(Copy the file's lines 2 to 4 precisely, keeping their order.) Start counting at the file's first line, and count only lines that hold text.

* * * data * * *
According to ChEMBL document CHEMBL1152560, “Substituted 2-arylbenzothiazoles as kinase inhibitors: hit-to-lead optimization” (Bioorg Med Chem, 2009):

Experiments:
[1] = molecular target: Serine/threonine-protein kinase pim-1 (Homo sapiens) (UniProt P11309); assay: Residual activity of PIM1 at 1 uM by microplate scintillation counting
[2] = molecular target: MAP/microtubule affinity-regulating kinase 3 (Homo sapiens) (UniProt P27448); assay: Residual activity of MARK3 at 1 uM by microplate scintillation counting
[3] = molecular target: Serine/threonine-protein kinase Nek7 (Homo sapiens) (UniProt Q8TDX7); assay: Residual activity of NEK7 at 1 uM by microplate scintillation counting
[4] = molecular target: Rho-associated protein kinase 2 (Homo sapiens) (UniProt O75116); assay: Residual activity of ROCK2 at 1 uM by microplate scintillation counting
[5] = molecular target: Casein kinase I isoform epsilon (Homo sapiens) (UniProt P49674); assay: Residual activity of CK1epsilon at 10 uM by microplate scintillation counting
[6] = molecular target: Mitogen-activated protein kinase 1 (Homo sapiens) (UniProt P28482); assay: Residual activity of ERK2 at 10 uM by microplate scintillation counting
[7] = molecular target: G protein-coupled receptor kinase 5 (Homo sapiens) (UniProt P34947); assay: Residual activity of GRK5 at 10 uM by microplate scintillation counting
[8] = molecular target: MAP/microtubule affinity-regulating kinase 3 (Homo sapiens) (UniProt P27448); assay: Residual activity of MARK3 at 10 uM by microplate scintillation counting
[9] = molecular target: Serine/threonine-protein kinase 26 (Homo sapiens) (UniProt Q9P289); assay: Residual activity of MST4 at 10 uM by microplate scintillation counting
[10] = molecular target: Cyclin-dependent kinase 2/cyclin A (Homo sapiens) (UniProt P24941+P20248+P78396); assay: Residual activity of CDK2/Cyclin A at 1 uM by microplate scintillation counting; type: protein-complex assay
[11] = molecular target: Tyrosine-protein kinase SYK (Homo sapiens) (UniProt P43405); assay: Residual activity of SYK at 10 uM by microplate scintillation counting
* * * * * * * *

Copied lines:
Experiments:
[1] = molecular target: Serine/threonine-protein kinase pim-1 (Homo sapiens) (UniProt P11309); assay: Residual activity of PIM1 at 1 uM by microplate scintillation counting
[2] = molecular target: MAP/microtubule affinity-regulating kinase 3 (Homo sapiens) (UniProt P27448); assay: Residual activity of MARK3 at 1 uM by microplate scintillation counting